Toddler Project Fails and Wins

slime

Harper's assessment of homemade slime: "Mama made a big mess."

It’s been a long winter, and between New York’s unfairly Arctic snowdrifts and me being all big and pregnant for what seems like the past nine years or so, for us it’s been a season of inter-apartment adventures. Which really is okay. I tend to get sort of excited about projects. Maybe too excited. Harper’s winter refrain has become “Mama made a big mess.” And it’s true. Apparently my idea of a good time is engaging in complex craft projects that are entertaining for about 5-7 minutes and then involve lengthy clean-up on my part. Smart!

The above photo features “clean play slime,” which looked like a total housebound-afternoon godsend when I saw the recipe online. Harper found the finished product somewhat distressing, played with it for a few minutes after much coaxing, and then watched me wipe cornstarch off every surface in the kitchen. “Mama made a big mess.” Indeed.

Then there was the noble attempt at homemade finger paint. I don’t know what happened here, but I ended up with what looked like a big old pan of something I don’t want to type here for fear of all the googling creepos it might attract.

finger paint?

WTF.

That’s right. Mama made a big mess.

painting toast

This is neither here nor there, but it occurs to me that one of the funniest things about doing this blog is how often it has me publicly posting photos of my crappy and oft-loathed kitchen.

We have had some successes, though. Painting toast, a salmonella-less amendment to painting cookies, was suggested by the clever and crafty Lara Newsom.

painting toast

It's really hard. You probably couldn't handle it. You mix up food dye with milk, the kid paints it on bread, then you toast it. I can only do this because I am a total supermom.

Now this is a great project. Easy set-up, easy clean-up. A little wasteful, I realized guiltily when Harper started painting her ninth piece of bread.  Maybe in the spring we will bring some painted bread bits to the ducks in the park and cutely poison them all with food dye. Anyway Harper loves this project and asks to do it often, and swears the finished product tastes like a rainbow.

painting toast

Mmm! Rainbow toast!

Then there were the smiley pizzas. Man, was this one a hit. Part of its success was pure pedagogy: the whole thing was Harper’s idea. She’d been eying the recipe in her High Five magazine for weeks before she finally asked, “Maybe try it?” So we did, during one of those “existing on air” weeks, in the hopes that maybe if she was involved in making some food this child might actually eat something.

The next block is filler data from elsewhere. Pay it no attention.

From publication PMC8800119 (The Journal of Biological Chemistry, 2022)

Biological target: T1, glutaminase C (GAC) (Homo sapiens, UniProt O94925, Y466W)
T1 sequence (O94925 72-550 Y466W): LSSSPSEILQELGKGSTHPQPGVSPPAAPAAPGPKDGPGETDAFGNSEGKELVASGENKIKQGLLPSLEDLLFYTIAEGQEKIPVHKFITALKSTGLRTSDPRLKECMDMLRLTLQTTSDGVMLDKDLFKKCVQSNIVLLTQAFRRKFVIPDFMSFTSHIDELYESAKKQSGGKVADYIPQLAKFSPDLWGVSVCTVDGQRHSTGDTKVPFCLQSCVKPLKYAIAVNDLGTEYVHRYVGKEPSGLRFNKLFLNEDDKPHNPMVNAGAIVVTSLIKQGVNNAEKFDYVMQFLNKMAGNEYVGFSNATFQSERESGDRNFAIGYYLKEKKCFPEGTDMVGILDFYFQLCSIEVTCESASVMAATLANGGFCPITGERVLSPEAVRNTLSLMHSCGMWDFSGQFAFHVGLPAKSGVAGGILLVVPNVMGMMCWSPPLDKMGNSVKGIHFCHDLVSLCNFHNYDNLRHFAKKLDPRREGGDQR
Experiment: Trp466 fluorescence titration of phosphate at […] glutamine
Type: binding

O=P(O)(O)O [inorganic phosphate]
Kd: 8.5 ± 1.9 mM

pizza

The sous-chefs study the recipe.

I made whole-wheat dough, which is super easy, even for me. Harper and I relieved our cabin fever stress by kneading it.  The dough had to bake for a few minutes first, which added to the anticipatory drama.

Then Harper applied tomato sauce, shredded cheese, a red-pepper smile, broccoli nose, and olive eyes.

pizza

Hard at work.

Then, a bit more baking, and voila: dinner.

pizza

The sign of a truly great toddler project: completely edible at all stages.

smiley-face pizzas

The perfect meeting of Harper's twin loves: happy faces and cheese.

I really hope Harper has enjoyed the ambition of these projects, no matter how misguided they sometimes are, because for the next few months the main project I have planned for her is called The Super Awesome Fun Change the Diaper Pail for Mama Game.

8 responses to “Toddler Project Fails and Wins

  1. Looks like Harper has a blast making all those fun projects!
    When I was a preschool teacher we made slime often but used glue and borax. The kids LOVED it. http://chemistry.about.com/od/chemistryactivities/ss/slimerecipe.htm

  2. Happy Faces and Cheese…sounds like a title to me.

  3. I’m confused–what is the slime supposed to be? Just something slimy? Is H old enough for playdo yet? That is really fun to make at home and pretty easy to clean up if I remember correctly. And, you can use all that food dye to make cool colors.

  4. I can still remember the taste of my mom’s homemade playdoh. Delicious and salty!

    • Ha! Well, and look, you turned out ok. Harper loves to nibble the ‘doh. The other day she also smelled it and listened to it (it sounded like rain! Coincidentally, it was also raining outside).

  5. Pingback: Toddler Projects to, Ahem, Dye For. | household words

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